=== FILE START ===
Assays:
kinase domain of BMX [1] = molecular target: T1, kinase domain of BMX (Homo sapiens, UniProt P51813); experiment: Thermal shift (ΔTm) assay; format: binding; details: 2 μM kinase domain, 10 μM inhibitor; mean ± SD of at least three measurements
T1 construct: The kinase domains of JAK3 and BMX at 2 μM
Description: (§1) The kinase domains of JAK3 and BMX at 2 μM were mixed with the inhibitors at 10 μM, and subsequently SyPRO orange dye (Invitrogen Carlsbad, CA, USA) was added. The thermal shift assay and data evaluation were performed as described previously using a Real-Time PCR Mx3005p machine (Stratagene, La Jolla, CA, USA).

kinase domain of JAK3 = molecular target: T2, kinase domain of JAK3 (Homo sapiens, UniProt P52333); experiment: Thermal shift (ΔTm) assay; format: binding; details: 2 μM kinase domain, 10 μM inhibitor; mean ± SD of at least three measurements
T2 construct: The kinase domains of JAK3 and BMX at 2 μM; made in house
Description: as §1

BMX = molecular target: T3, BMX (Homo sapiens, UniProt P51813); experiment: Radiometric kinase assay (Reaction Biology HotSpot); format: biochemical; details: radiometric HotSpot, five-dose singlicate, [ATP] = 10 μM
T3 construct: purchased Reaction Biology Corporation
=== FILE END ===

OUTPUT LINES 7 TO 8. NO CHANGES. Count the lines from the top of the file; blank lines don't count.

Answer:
Description: as §1

BMX = molecular target: T3, BMX (Homo sapiens, UniProt P51813); experiment: Radiometric kinase assay (Reaction Biology HotSpot); format: biochemical; details: radiometric HotSpot, five-dose singlicate, [ATP] = 10 μM